In 2009, we are bound to face more challenges. I mention just three . . . First, the business environment continues to be unpredictable: the worldwide instability in financial and credit markets and consequent economic recession have already affected our advertising revenue and could affect subscription revenue in 2010. Second, funding for science is hardly adequate in the face of the daunting scientific challenges in energy and climate science. And third, the clamoring for open access to scientific journals bypasses a workable business model, which negatively affects the economics of journal publishing. I call upon you to pay close attention to changes in the AIP macro environment, as well as its micro environment, and help AIP respond adequately. I am confident that together we can overcome these challenges and continue to deliver value in science.

Sincerely,
Fred

 

booth Double the impact
Every year, the Materials Research Society (MRS) hosts a Fall Meeting for more than 5,000 international specialists in the research community. AIP takes full advantage of this opportunity to represent the strength and value of our Member Societies, affiliates, and AIP publications. Following up from initiatives discussed at marketing retreats earlier this year, AIP's marketing and publishing staff seized the opportunity to introduce a consolidated AIP "look and feel" by combining the journals and Physics Today (PT) booths into one unified presence, which proved well worth the effort. With a united booth design, we advertised PT, the new Journal of Renewable and Sustainable Energy (JRSE), Biomicrofluidics, and other related journal products and services. We drew visitors with give-aways such as PT "Feed Me" t-shirts, which promote RSS feeds, and JRSE's eco-friendly canvas bags with complimentary DVDs of the NOVA production "Solar Energy—Saved by the Sun." In advance of the meeting's grand opening, we used a personalized e-mail campaign to invite MRS members to visit our booth.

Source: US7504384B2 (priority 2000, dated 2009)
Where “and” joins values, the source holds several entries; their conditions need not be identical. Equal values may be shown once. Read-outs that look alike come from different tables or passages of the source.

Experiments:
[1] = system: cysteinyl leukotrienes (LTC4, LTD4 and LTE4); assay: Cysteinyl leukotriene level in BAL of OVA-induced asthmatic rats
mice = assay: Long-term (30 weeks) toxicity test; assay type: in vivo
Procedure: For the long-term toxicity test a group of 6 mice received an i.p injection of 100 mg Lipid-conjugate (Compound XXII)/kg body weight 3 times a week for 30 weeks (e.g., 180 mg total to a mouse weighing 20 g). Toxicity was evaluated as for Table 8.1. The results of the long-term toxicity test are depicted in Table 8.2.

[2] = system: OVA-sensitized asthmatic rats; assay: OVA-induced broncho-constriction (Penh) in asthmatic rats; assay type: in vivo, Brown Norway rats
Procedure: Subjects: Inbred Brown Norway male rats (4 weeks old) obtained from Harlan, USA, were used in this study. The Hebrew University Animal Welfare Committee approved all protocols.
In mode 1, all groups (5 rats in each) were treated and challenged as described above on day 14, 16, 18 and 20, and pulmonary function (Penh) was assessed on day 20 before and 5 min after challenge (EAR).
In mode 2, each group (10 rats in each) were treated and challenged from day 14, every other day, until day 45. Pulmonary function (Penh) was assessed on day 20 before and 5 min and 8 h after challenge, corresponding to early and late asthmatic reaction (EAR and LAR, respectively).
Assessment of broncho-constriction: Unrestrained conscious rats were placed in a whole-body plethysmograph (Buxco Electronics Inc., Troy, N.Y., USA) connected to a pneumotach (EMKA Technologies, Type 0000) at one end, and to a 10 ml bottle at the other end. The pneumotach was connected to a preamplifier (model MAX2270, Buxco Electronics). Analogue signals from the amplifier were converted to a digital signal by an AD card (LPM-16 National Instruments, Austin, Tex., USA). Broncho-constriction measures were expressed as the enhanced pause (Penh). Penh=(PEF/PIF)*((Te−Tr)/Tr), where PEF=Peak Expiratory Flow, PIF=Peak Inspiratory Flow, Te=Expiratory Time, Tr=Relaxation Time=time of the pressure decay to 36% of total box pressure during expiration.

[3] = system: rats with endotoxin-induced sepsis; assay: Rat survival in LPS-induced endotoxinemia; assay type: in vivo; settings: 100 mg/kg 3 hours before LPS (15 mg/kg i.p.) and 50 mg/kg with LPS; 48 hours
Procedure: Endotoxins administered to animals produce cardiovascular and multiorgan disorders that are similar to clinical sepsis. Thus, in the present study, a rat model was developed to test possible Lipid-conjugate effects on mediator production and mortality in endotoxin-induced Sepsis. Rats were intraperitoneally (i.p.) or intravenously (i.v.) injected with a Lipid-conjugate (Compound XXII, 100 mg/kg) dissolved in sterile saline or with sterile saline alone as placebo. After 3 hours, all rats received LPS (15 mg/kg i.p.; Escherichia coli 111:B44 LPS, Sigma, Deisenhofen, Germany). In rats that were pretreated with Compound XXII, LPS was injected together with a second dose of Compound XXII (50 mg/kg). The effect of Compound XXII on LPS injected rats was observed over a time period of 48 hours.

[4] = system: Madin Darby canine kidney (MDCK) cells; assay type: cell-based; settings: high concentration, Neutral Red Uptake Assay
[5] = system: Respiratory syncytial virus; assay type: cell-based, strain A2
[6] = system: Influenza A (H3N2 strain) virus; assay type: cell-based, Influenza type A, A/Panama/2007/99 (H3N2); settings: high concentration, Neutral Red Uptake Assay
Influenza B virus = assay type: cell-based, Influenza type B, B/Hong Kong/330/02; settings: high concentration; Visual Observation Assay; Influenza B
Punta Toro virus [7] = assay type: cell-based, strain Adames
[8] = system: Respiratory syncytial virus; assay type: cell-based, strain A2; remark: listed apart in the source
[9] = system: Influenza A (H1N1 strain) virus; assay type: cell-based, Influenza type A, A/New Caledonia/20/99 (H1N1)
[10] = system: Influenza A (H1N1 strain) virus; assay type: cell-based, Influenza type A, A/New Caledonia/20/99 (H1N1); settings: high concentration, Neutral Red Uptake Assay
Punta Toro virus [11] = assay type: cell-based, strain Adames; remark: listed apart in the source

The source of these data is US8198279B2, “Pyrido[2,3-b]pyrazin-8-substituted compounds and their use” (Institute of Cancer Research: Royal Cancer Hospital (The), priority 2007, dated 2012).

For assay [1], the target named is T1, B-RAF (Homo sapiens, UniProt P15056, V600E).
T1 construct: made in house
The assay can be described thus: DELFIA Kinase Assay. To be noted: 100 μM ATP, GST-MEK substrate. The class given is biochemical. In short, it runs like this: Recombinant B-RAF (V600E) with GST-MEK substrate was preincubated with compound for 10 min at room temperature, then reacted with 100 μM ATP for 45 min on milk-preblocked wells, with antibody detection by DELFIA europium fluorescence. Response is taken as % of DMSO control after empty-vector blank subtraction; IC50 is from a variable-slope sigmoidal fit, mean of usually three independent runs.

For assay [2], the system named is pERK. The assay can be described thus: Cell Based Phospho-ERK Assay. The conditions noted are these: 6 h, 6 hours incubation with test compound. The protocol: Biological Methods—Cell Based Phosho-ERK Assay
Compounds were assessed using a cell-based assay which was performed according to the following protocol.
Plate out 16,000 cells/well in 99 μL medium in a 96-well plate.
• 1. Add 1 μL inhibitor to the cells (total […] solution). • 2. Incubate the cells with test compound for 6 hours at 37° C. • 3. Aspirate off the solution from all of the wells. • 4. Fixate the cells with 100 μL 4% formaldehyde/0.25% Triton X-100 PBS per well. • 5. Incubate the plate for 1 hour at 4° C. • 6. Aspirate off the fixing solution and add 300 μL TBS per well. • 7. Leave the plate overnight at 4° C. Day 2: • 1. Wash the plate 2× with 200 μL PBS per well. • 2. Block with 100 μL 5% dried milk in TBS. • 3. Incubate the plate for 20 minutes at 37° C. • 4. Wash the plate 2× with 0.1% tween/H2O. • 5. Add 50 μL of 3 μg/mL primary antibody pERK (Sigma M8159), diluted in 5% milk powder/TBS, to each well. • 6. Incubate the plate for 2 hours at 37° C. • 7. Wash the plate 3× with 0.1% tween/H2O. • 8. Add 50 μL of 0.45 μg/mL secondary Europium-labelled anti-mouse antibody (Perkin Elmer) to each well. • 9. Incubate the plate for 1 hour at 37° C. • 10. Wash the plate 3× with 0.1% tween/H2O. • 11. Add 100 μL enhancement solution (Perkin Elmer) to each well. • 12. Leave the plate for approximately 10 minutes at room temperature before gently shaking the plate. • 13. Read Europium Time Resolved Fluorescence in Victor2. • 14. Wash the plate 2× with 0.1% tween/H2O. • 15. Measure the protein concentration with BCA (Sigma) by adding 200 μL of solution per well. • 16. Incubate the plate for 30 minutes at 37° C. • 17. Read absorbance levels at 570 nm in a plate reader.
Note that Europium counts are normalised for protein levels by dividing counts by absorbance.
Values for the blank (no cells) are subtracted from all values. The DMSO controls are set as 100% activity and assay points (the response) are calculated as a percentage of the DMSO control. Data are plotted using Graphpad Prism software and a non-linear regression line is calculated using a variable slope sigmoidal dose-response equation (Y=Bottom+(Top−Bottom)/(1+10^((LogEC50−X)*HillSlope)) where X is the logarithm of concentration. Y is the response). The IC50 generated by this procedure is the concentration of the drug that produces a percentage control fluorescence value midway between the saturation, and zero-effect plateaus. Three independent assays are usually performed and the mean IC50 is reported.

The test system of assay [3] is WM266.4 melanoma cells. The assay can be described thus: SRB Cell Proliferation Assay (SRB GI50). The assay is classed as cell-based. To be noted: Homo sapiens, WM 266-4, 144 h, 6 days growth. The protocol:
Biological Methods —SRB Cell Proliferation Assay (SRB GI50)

Congress Buzz over ΣΠΣ Congress creates a ripple effect
College campuses, university newspapers, blogs and other press outlets are still talking about the 2008 Congress of Sigma Pi Sigma that took place November 6-8 at Fermilab. Reporter awards were given to several Society of Physics Students chapters to generate personal accounts of various aspects of the meeting and to interview the many prominent speakers. More than a dozen reports and photo collections have been sent in and posted on the Congress website.

Angelo State University students write, "We asked [speaker Jill Tarter for] advice to undergraduate students. She stressed the importance of finding something you love, and then making a career out of it. She also noted that time and discipline will always be required when working towards a specific goal. Dr. Tarter counseled us to always be humble about what we know. This last bit is important to the theme of scientific citizenship. It's important to be humble and approachable as a scientist. By doing so, offering explanation and education to those whose backgrounds differ from your own is made easier for both parties. If we keep this in mind as we traverse our careers in science, we may well be able to follow Jill Tarter's example and pique others' interests in science."

More than 70% of the 625 attendees at the congress were students, which made this meeting the largest event for physics undergraduates in the country. We hope you take a few moments to enjoy what this next generation has to say about their congress experiences and "take-aways." In addition to the student reports, visit the press page to see the other coverage from various press outlets.